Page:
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Letters to the Editor: Ignore the California naysayers. Our economy will roar back after the pandemic

A man takes part in a "Liberate San Diego" protest in April.
A man takes part in a “Liberate San Diego” protest against COVID-19 economic restrictions in April.
(John Gibbins / The San Diego Union-Tribune)

To the editor: Joel Kotkin and Marshall Toplansky paint an unduly grim picture of California’s past, present and future. Pre-pandemic, the facts do not square with their dismal description.

In February 2020, California’s jobless rate was just 3.9%, scarcely above the nation’s 3.5%. California’s nonfarm payrolls were 1.5% above their year-earlier level, virtually identical to the nation’s 1.6% rise.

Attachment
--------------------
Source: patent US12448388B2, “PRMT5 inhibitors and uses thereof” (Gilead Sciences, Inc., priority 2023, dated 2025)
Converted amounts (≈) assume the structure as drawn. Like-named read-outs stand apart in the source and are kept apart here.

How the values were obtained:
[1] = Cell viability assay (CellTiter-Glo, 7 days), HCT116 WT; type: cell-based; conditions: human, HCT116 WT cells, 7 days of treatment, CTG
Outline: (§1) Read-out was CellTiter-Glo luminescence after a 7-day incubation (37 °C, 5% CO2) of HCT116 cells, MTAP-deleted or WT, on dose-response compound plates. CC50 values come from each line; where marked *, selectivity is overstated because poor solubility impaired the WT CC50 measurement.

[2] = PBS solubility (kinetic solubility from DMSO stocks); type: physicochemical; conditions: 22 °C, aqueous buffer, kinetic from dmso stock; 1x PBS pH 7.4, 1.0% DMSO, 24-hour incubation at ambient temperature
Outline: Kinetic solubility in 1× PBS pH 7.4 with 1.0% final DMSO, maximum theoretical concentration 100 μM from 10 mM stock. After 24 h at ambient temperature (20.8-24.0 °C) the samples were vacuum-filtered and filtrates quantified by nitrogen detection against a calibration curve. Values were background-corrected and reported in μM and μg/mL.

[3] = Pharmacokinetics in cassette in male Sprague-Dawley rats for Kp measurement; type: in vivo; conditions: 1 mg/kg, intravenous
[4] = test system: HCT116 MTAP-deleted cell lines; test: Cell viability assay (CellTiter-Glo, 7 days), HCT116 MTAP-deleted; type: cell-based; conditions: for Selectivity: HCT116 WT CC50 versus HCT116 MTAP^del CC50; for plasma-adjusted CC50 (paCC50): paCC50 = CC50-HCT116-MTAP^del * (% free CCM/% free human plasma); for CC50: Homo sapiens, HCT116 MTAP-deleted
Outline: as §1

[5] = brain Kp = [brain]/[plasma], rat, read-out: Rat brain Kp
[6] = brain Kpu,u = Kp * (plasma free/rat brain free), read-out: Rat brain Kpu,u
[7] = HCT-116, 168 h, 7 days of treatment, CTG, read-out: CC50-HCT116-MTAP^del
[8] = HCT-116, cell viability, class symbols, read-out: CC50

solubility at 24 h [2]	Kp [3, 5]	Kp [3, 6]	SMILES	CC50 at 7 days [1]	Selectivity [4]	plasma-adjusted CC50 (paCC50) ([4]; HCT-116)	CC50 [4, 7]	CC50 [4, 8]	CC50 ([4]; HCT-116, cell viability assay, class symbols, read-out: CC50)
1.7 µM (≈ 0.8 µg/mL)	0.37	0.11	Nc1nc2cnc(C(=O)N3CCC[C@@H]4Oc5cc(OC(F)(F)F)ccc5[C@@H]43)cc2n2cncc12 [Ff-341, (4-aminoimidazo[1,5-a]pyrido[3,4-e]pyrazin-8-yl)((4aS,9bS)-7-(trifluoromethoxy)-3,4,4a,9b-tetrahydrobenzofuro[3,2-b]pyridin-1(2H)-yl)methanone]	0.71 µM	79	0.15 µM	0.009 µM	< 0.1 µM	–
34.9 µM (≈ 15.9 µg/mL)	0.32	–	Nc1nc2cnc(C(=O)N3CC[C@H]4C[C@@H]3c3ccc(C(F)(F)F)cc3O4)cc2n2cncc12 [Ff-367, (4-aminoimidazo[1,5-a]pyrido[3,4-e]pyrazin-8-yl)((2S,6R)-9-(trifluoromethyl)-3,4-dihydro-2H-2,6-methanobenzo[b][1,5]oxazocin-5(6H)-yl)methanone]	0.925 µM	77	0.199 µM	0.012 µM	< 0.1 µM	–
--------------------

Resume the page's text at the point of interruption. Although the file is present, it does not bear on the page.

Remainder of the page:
California’s economy was creating many good-paying jobs in construction, key manufacturing segments, business and professional services, transportation, healthcare and higher education. California remains a leader in technology, which benefits not only Silicon Valley. Tech firms focused on media have a major footprint in Los Angeles, while a biotechnology sector thrives in San Diego.

The coronavirus has hit California hard because of tourism’s importance and the state’s actions to protect its residents’ health. Post-pandemic, the state does need to address fundamental shortcomings, with K-12 education heading the list.

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However, California was much stronger than Kotkin and Toplansky assert prior to the pandemic and will emerge stronger than they believe once the pandemic ends.

Lynn Reaser, San Diego

The writer is chief economist at the Fermanian Business and Economic Institute at Point Loma Nazarene University.


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